A Pittsburgh-based polling company is making waves after its CEO tweeted the results for a survey question that showed 56% of Americans believe Arabic numerals shouldn't be taught in schools.
Civic Science CEO John Dick tweeted a screengrab of results for a question included in the poll, which revealed that only 29%of Americans believe Arabic numerals should be taught to children.
The problem with that is that the numerals taught in schools across the nation -- 0, 1, 2, 3, 4, 5, 6, 7, 8, 9 -- are Arabic numerals.
Ladies and Gentlemen: The saddest and funniest testament to American bigotry we've ever seen in our data. pic.twitter.com/Bh3FBsl8sR— John Dick (@jdcivicscience) May 11, 2019
Dick said the results were "the saddest and funniest testament to American bigotry we've ever seen in our data."
He said the goal of the poll was to "tease out prejudice among those who didn't understand the question," adding that when people didn't understand a question, they would default to "whatever aligns most closely with their sociopolitical tribe."
Results for the question were broken down by political affiliation, with 72% of Republican respondents voting against teaching Arabic numerals, 34% of Democrats against and 57% of independents voting against.
Dick illustrated another example of sociopolitical factors coming into play in responses, showing responses to the question of whether schools in America should "teach the creation theory of Catholic priest Georges Lemaitre," commonly known as the Big Bang theory, as part of their science curriculum. For that question, 73% of Democrat respondents voted no.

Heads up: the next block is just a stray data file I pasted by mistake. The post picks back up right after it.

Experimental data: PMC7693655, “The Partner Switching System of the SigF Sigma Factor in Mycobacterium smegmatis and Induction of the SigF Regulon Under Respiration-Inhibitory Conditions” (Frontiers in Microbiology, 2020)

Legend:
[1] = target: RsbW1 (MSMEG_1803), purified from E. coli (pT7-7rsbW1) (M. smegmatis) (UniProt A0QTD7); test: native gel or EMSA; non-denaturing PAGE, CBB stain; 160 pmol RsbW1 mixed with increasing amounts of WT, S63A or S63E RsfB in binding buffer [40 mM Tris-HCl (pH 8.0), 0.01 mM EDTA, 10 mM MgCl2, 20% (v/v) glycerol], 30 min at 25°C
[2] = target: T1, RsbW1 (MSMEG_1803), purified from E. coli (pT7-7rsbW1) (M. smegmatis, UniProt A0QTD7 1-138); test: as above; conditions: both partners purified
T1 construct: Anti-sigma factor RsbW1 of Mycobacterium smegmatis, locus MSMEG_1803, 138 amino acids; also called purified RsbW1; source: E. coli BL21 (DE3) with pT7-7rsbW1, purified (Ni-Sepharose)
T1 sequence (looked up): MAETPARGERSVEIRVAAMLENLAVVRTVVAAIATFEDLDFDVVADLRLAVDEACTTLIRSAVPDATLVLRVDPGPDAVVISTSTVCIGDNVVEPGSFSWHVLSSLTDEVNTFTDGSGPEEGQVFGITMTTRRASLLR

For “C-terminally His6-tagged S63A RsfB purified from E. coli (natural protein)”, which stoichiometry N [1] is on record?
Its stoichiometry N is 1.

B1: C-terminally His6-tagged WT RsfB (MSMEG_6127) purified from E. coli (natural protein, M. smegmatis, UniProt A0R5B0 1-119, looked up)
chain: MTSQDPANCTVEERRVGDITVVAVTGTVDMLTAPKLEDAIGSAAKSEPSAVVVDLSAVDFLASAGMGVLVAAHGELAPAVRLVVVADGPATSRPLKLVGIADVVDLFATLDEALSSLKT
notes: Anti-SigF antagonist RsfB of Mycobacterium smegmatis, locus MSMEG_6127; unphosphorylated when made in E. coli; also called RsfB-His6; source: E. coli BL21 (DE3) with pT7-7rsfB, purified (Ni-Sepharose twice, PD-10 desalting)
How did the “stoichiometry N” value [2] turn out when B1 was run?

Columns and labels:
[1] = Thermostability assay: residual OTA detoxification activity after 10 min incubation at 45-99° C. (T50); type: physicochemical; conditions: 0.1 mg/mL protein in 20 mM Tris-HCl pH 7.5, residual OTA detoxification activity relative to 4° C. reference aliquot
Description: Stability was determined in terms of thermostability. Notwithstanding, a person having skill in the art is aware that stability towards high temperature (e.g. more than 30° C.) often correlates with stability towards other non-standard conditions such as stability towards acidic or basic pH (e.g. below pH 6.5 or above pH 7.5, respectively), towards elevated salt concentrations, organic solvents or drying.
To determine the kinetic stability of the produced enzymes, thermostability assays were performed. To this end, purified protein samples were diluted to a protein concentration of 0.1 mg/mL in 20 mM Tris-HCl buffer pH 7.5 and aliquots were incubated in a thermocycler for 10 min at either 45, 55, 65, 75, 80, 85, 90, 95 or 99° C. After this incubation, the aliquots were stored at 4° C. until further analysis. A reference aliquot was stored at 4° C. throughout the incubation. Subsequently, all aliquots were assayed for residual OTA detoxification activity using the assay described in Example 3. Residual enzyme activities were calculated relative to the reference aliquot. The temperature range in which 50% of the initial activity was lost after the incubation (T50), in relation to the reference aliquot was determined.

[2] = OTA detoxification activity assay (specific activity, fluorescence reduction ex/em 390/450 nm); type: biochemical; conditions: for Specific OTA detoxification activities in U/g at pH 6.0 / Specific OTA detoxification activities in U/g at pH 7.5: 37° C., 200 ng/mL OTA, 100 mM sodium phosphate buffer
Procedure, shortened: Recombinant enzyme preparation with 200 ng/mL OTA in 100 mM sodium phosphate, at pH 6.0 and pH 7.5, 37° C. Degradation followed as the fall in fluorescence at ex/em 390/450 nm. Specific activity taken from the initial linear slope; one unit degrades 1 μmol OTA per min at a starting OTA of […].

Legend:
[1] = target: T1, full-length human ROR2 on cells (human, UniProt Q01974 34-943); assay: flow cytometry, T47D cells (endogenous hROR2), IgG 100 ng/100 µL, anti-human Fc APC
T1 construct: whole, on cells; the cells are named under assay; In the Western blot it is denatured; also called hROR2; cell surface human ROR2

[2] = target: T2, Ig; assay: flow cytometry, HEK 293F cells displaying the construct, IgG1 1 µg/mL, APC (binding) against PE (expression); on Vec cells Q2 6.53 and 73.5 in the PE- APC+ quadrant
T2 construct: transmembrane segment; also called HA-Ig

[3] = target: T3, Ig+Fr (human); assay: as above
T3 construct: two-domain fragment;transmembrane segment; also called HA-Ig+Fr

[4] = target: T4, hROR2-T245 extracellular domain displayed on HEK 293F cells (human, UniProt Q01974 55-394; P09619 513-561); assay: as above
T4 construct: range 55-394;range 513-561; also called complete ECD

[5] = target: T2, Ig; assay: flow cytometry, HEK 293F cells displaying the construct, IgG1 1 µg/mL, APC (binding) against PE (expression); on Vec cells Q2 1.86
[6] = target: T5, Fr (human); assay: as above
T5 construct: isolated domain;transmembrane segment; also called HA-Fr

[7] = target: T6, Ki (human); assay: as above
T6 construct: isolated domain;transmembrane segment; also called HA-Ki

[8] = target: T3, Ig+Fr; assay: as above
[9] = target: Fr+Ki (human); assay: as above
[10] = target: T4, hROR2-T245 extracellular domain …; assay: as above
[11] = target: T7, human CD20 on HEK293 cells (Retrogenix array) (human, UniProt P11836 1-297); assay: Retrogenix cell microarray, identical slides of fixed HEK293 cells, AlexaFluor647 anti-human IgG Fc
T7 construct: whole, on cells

Sorry to break this to everyone but it appears neither side has a monopoly on blind prejudice. Either that or 73% of Democrats believe schools shouldn't be teaching students about the Big Bang Theory. pic.twitter.com/zoPHq4Nffs— John Dick (@jdcivicscience) May 15, 2019
Dick said the data shows "both sides are guilty" of gravitating toward social and political factors when answering questions they don't understand.
According to Dick, the sample size was weighted according to the U.S. Census figures for gender and age for individuals 18 or older. Civic Science posted its methodology online for review.